8 Common Construction Claims & How to Avoid Them

Plain sailing is a phrase rarely spoken in construction. Projects are often riddled with bumps, hurdles and unexpected terrain. And along the way, there will be disagreements when things aren’t going the way they were intended. However, it’s not all doom and gloom. There are in fact things we can do to mitigate the impact or even occurrence of these problems. In this article, we’re going to explore 8 common construction claims, and what we can do to mitigate their impact, or avoid them all together. For this article, we’ll be using claims as a broad term. However, definitions vary depending on the form of contract used. In this article, we use the term claim to define the request or assertion made by one party involved in a construction project, typically seeking additional time or money.

Number 1: Unexpected Ground Conditions/ Differing Site Conditions

Everything can change once a shovel is in the ground. From concrete to hazardous materials, it’s not always possible to anticipate what’s below the surface. Differing site conditions can increase both the time and cost required to complete a project. It’s also not a given that issues with site conditions is something which the client is liable for. For instance, concrete in the ground in a major city might be something a reasonable contractor should have allowed within their price. In other cases, the site conditions may differ from what’s stated in the contract document. Site surveys can help mitigate the risk of differing site conditions. These could be anything from trial holes to ground penetrating radar (GPR).

Number 2: Scope Changes

Scope changes are a common source of disputes on construction projects. They occur when there are changes to scope after the contract has been signed. Regular and clear communication among all parties involved is essential to managing expectations and aligning visions. Implementing a change management process, in line with contract terms, is vital to help manage and document any scope modifications. This ensures that all changes are approved and understood by all stakeholders before implementation.

Number 3: Design Issues

If the design contains errors or omissions, this can lead to expensive construction claims. Especially if there are rectification works involved. To minimise the risk of claims related to design deficiencies, it is crucial to establish a comprehensive review process, maintain precise and consistent documentation of the design, and ensure ongoing communication and coordination with everyone engaged in the project. Engaging stakeholders during the design phase could also aid in mitigating design issues & maximising efficiency of designs. This can be facilitated through Early Contractor Involvement (ECI).

Number 4: Delays

These claims arise when the construction project takes more time to complete than agreed. Their impact can be minimised through proactive management. Implementing an early warning system can alert parties to potential delays, allowing for quicker responses to issues. Regular communication and updates to the programme schedule are essential to keep all stakeholders informed and engaged. Keeping detailed site records can also provide evidence for the causes of delays, facilitating easier resolution of disputes and issues on site.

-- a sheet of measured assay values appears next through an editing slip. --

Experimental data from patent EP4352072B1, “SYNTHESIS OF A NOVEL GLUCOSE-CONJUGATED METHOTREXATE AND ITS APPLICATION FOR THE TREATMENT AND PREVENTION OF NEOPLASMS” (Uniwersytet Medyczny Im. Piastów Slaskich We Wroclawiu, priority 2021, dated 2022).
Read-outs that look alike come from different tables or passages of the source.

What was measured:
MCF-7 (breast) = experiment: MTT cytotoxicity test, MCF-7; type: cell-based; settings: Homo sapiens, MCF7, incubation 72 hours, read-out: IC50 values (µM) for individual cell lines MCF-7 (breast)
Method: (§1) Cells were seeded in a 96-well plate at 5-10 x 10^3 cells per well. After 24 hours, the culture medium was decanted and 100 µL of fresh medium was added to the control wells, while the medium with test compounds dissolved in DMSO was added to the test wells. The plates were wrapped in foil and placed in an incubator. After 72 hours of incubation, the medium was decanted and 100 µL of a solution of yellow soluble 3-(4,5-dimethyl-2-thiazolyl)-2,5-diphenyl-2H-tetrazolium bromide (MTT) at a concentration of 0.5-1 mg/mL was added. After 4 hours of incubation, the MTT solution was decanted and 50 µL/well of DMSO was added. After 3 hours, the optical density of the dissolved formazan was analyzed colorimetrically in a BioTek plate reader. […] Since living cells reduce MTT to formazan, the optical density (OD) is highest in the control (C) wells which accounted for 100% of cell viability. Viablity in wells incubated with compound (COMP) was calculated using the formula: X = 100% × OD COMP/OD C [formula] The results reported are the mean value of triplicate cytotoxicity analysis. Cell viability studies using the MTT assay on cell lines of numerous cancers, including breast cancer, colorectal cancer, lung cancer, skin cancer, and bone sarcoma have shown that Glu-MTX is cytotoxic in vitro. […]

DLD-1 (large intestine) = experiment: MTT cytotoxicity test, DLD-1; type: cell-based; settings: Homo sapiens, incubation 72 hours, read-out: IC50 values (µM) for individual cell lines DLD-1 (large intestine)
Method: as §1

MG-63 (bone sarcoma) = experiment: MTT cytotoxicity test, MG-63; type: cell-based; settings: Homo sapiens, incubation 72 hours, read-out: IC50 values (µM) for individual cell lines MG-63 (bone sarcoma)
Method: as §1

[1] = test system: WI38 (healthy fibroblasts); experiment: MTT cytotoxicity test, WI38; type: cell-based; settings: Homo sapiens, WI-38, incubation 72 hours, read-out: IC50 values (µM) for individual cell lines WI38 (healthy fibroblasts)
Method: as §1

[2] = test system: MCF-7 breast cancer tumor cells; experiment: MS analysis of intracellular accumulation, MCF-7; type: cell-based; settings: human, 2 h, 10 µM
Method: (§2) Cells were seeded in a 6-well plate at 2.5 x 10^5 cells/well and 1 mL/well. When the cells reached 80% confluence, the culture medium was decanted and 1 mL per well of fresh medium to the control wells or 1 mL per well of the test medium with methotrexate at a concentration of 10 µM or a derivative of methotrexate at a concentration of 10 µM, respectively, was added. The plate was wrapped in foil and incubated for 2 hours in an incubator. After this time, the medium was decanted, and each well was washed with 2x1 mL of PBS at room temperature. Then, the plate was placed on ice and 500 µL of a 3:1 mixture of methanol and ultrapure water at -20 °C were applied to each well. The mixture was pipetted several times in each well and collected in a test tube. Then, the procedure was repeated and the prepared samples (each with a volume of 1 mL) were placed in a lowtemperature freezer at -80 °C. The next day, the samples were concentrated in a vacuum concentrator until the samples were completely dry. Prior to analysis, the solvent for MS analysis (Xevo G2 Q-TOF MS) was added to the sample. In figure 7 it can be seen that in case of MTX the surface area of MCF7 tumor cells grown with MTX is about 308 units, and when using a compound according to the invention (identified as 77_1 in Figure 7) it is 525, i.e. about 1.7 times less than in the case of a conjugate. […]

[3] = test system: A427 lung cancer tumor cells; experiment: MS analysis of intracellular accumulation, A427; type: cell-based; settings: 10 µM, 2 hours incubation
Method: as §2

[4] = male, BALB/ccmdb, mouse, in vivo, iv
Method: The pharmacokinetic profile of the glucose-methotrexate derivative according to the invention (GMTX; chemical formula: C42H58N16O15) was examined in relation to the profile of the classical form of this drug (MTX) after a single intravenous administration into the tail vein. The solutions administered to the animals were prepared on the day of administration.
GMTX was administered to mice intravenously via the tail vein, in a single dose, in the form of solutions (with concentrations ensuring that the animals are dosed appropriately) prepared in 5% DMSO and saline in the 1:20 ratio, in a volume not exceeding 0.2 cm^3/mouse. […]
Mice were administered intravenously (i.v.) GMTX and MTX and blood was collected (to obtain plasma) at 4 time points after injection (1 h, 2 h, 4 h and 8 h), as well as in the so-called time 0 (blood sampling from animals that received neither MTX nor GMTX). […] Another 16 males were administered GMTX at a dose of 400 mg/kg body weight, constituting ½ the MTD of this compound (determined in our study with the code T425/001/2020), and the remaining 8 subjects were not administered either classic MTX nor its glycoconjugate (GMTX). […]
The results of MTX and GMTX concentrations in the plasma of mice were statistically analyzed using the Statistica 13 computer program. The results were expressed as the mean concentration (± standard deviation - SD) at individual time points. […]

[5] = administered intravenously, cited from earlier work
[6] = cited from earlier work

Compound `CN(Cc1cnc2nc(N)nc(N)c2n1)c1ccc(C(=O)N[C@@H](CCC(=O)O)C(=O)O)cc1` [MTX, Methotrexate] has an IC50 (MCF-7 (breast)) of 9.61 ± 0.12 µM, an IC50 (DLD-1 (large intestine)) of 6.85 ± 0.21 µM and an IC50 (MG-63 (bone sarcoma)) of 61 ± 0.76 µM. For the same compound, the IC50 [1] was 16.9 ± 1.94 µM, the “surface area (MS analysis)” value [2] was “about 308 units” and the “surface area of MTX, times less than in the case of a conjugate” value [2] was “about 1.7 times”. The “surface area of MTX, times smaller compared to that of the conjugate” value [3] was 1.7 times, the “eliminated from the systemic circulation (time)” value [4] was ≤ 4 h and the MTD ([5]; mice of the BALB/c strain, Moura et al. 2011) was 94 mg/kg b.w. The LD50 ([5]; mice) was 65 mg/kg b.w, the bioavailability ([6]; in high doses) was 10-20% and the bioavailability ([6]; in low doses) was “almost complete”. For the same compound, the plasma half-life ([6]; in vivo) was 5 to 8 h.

Number 5: Damages

These claims normally relate to damage to equipment or property, due to the action of the owner, contractor, or subcontractor. To mitigate the impact of damage claims, it’s important to maintain adequate insurance cover. Site security & robust safety programmes could help prevent damages in the first instance.

Number 6: Quality/ Defects

These claims usually arise after completion of construction works. Implementing a robust quality management system can ensure that work is performed to the highest standard and complies with relevant regulations, standards, and specifications. Regular site inspections and keeping detailed records can help catch defects early and remedy them before they escalate into bigger problems.

Number 7: Payments

Disputes over payments can disrupt the smooth running of a construction project. To prevent this, it’s important to have clear and detailed contract documents which outline payment terms. Ensuring contract payment terms are understood and adhered to by both parties is crucial in mitigating risk of payment disputes. Regular communication about payment status and expectations can also prevent misunderstandings and ensure that all parties remain informed about their financial engagements.

Number 8: Acceleration

Programme acceleration claims occur when resources are increased to expedite project completion. To mitigate disputes arising from acceleration, it’s important all the necessary agreements are in place beforehand in line with contract terms. Having a detailed resource-loaded programme can help parties understand the impact of acceleration in terms of cost and budget.

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